InterSystems’ electronic patient record system TrakCare has gone live in an English NHS trust for the first time.

Hospital staff at North Tees and Hartlepool NHS Foundation Trust started work to roll-out the EPR on Friday and went live yesterday, 19 October.

The project is funded by £7 million from the ‘Safer Hospitals Safer Wards Technology Fund’.

TrakCare is replacing a 27-year-old patient administration system iExpress from iSoft (now CSC). Phase one also involves implementation of maternity, A&E and theatre management modules.

The trust originally intended to implement TrakCare in June 2015 but delayed this process until the autumn due to a delay in the EPR project over the Christmas period.

“The complexities of any major project can result in the final date having to be flexed to ensure the readiness of the system, processes and staff involved,” EPR programme manager Gillian Colquhoun told Digital Health News.

In an interview with BBC Tees the trust’s director of finance, ICT and support services Lynne Hodgson, said it took a little longer than expected to complete the implementation of the system in the first areas of A&E and the emergency assessment unit. 

“By the time we got staff registered on the system, by the time we got them familiar with the system – we didn’t want to leave anybody until they were very comfortable with it – it just took a little bit longer than planned.”

She added that full roll-out would be done in several stages, with electronic records created for new patients and old records being scanned only for patients who come into the hospital.

“I don’t think we will ever get to the stage where we will get rid of all the paper records because some people might have only been in hospital once and if they don’t come in that paper bible will be still have to stay there.”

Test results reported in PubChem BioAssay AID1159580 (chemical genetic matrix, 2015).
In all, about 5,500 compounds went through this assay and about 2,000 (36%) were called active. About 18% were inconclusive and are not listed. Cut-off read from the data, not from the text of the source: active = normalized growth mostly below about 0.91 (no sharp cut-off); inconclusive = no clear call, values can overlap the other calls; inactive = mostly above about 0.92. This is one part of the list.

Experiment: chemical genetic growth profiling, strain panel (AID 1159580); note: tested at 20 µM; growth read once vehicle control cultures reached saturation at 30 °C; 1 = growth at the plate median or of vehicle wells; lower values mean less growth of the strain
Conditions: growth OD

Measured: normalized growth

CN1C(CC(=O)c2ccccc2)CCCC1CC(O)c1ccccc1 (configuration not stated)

She mentioned that the trust’s immediate focus is on getting the system embedded at its hospitals, but that future plans include a portal for hospital staff to view GP records and vice versa.

The trust released a statement last week asking the local population to be “patient” as it transitioned to working with TrakCare.

Hodgson said: “As with any major change a massive amount of training has taken place but we’re still expecting there to be some teething problems as staff get used to working with the new system.

“It’s a bit like when people get a new computer, tablet or mobile phone at home but just on a very large scale; it takes time to get used to it.”

She added: “We’re just asking at this time that patients and relatives bear with us while the new system is bedding in.

“We are ensuring there are additional staff available to do any trouble shooting and make sure patients get the care and treatment they need as soon as possible but if people could be aware that we’re all getting used to a new way of working that would be very much appreciated.”

The go-live is a major step for Intersystems’ TrakCare, which covers around 70% of the population in Scotland.

Other English trusts to confirm they are going with the system include Gloucestershire Hospitals NHS Foundation Trust, Northern Devon Healthcare NHS Trust, Yeovil District Hospital NHS Foundation Trust and, most recently, Stockport NHS Foundation Trust.